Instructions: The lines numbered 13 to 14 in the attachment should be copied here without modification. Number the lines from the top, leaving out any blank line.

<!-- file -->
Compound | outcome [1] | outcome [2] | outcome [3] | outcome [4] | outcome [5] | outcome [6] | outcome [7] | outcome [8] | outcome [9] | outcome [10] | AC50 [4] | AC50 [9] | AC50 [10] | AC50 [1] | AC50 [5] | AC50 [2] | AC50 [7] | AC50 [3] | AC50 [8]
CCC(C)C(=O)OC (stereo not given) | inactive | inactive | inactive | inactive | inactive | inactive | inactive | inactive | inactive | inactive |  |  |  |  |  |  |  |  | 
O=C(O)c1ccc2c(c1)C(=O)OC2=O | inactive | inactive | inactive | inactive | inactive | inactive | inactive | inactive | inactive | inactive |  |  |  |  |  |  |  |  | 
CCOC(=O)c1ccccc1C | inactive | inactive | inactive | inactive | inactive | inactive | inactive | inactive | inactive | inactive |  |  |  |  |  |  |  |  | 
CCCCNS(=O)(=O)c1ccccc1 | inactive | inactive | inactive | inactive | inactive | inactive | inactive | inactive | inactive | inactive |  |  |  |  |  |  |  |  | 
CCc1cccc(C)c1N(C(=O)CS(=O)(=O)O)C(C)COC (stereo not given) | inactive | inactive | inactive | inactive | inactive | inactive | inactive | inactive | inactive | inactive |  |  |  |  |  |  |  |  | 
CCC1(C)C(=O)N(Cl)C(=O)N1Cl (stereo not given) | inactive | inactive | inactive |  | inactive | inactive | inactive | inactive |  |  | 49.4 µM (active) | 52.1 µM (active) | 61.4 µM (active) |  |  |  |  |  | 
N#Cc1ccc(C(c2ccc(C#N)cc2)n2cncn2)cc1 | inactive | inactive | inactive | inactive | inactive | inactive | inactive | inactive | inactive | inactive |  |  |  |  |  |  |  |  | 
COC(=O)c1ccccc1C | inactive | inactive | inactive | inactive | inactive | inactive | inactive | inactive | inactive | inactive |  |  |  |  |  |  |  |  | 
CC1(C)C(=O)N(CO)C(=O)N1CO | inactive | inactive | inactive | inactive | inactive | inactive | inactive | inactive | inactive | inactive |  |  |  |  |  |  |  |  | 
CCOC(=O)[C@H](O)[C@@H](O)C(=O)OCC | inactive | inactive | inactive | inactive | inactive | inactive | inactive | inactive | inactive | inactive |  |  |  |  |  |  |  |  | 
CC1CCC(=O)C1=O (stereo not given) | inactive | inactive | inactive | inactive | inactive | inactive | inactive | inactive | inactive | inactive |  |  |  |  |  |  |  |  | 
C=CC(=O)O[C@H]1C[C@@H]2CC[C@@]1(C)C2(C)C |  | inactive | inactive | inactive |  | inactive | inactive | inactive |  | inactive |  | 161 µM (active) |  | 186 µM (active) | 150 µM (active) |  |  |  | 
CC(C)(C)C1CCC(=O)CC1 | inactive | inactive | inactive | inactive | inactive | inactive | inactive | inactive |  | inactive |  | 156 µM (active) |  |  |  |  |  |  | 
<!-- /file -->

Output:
C=CC(=O)O[C@H]1C[C@@H]2CC[C@@]1(C)C2(C)C |  | inactive | inactive | inactive |  | inactive | inactive | inactive |  | inactive |  | 161 µM (active) |  | 186 µM (active) | 150 µM (active) |  |  |  | 
CC(C)(C)C1CCC(=O)CC1 | inactive | inactive | inactive | inactive | inactive | inactive | inactive | inactive |  | inactive |  | 156 µM (active) |  |  |  |  |  |  | 